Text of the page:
George Watsky, known by his stage name as just simply Watsky, hasn’t followed the most stereotypical route to stardom. He got his start as a spoken word poet, then started making music videos on YouTube, released a few mixtapes on Bandcamp, and performed at Vidcon several years in a row. Fast forward to 2016, where he has since gained a huge following because of his online presence, and thus – has sold out tours across the country.
The x Infinity tour made its way to the Showbox at the Market last month, the week after the election – so the general mood was more pronounced than usual. Needless to say, Watsky and his openers didn’t shy away from making political statements that night. Seeing that the audience was largely underage and from the sounds of it – also angry – those sentiments were welcome.
Opening the show was Georgia native Daye Jack, a young MC with a ton of promise. One of the high points from his set was “Hands Up,” which features Killer Mike on the recorded version. The song chants “Living with my head down, hands up, no no don’t shoot.” Jack engaged the crowd, getting them to shout along to the reprise at the tops of their lungs as a form of catharsis.
Frequent Watsky collaborator and producer Chukwudi Hodge took the stage for a short DJ set, where he sat behind the drum kit and started his own dance party. It was fun and lighthearted and just a little bit biting. Hodge, speaking into his headset mic proclaimed to the crowd, “I’m gonna play some ratchet tunes tonight, is that alright with all of you? I feel like this is a safe space, so I want you all to feel that way too.” And with a sharp left turn, he busted into “Girls Just Wanna Have Fun,” which evolved into a loud, joyous sing-along.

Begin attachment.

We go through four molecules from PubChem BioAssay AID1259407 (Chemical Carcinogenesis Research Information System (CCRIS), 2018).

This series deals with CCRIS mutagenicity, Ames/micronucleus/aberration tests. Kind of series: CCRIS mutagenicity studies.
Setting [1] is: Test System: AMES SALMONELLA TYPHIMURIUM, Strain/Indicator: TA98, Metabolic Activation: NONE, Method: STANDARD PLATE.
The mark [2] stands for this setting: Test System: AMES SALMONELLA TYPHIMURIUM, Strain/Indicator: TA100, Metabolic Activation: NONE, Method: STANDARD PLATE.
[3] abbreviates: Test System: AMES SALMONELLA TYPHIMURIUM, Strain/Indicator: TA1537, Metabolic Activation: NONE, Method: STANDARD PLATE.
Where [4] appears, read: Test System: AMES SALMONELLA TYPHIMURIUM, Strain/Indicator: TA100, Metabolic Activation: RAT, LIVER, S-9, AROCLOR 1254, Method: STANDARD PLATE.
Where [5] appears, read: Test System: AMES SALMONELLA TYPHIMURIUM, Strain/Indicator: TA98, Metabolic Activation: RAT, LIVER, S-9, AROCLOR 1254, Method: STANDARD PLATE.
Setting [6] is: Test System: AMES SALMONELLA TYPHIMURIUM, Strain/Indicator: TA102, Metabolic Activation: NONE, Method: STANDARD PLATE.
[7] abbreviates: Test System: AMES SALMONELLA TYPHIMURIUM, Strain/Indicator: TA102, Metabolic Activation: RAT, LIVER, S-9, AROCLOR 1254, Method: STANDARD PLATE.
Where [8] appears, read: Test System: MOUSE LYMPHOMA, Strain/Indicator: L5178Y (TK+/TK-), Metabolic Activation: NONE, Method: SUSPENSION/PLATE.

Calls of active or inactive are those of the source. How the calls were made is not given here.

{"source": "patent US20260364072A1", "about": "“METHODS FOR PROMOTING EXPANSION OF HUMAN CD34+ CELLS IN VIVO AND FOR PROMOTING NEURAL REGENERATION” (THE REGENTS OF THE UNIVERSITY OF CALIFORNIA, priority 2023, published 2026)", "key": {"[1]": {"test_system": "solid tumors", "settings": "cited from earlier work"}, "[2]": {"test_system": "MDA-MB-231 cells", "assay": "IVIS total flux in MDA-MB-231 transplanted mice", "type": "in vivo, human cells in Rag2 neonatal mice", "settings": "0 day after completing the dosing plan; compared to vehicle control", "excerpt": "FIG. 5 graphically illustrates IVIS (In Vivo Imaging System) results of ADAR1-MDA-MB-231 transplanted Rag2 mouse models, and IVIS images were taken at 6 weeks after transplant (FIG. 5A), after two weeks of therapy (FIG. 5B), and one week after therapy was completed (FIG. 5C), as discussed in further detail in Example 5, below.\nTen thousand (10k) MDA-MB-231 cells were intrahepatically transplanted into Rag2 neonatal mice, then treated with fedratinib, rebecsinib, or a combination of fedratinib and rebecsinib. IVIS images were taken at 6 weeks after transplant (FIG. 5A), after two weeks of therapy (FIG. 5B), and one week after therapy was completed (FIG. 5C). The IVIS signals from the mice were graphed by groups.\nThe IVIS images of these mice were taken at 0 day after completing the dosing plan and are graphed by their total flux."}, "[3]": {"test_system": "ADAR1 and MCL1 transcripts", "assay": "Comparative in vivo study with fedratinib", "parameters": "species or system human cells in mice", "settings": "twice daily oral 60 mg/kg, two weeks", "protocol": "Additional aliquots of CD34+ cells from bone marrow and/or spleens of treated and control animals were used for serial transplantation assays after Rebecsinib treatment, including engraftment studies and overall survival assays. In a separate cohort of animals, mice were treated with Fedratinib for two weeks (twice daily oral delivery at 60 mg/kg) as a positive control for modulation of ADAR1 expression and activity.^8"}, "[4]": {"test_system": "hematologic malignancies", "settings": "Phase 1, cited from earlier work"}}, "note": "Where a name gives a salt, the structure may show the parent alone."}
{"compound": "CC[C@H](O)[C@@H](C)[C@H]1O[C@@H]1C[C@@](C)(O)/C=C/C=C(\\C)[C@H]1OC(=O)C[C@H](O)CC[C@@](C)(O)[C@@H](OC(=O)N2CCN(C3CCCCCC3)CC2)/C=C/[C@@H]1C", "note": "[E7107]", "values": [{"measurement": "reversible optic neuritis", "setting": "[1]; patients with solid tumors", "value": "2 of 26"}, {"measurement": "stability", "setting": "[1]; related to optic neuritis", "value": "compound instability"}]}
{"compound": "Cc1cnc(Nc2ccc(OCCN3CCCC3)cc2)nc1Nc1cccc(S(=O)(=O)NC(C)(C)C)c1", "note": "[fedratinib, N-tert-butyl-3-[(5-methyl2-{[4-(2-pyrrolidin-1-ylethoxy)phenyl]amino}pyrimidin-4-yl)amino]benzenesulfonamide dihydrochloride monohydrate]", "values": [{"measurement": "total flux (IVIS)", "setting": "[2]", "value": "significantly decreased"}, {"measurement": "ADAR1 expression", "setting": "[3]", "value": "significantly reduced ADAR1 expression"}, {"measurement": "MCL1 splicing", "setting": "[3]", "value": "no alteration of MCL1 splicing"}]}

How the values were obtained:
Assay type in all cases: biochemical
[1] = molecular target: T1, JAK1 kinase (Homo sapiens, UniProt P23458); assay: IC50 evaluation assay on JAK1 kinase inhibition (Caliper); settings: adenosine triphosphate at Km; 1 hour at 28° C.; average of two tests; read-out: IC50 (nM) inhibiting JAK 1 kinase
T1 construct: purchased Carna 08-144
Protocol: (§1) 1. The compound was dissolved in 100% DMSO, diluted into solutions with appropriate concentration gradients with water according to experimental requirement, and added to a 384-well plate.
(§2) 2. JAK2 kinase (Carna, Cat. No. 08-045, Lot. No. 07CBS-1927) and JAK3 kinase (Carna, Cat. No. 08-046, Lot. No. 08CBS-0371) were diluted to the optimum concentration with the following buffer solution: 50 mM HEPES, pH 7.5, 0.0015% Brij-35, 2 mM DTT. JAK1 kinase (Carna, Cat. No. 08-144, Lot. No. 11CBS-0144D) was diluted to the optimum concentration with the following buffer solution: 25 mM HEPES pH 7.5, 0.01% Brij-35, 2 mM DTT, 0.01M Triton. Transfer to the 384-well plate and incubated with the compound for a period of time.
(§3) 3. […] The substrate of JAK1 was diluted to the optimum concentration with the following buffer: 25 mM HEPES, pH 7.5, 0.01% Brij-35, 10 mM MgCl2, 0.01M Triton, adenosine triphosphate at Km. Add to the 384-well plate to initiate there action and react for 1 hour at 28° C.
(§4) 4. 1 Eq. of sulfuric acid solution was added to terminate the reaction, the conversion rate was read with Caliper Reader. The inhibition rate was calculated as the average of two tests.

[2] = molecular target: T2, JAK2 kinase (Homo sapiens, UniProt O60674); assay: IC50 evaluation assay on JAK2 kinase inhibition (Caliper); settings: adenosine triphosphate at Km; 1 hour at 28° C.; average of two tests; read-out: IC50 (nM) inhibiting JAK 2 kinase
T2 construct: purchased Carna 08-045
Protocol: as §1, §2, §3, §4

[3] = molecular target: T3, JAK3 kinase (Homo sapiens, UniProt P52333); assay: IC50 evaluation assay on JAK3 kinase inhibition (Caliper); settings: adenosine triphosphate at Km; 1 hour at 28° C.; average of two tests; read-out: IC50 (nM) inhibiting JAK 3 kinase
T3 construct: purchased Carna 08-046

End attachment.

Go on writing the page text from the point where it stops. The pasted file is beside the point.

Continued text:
Witt Lowry had a clear crowd of super fans, and they were all up front rocking his t-shirt and already clutching his posters in their hands. I’d never heard him, but his following was much deserved. Another young MC, Lowry’s flow reminded me of the early years of Macklemore. Atypical for the genre, the rap ballad “Wonder If You Wonder” was the stand-out track, one that you could just close your eyes and listen to.
The night was long – but it was still young – because once Watsky took the stage, the crowd of teenagers went crazy (there was a decent crowd at the bar too, not to disregard Watsky’s older fans like myself). With an impressive setlist of 20 songs, Watsky featured guests like local Camila Recchio for his whole set and rapper Sol for a song. Watsky is impressive in his own right, but it’s his constant collaborations that sets his live shows apart. His full band includes Chukwudi Hodge on drums and producer/instrumentalist Kush Mody on guitar, both of whom he has worked with for years. He hit tracks from his new album X Infinity, but the highlights were from deep in his discography like “Wounded Healer,” featuring a Deer Tick sample. But what I will forever argue as Watsky’s best song, “Tiny Glowing Screens” hit the room like a shotgun shell.
“There’s 7 billion 46 million people on the planet
And most of us have the audacity to think we matter”
And we all fell silent.
I will spare you having to read all the lyrics to that song, but I strongly suggest you watch the video. You won’t be sorry.
It was then that all the emotions that had been building all week erupted into the last line –
“YOU DIDN’T SEE SHIT!”
Watsky made the Showbox a safe space for people to get mad, to get ecstatic, to scream at the top of their lungs, to feel absolutely everything that needed to be felt. And that – my friends – is what music is supposed to do.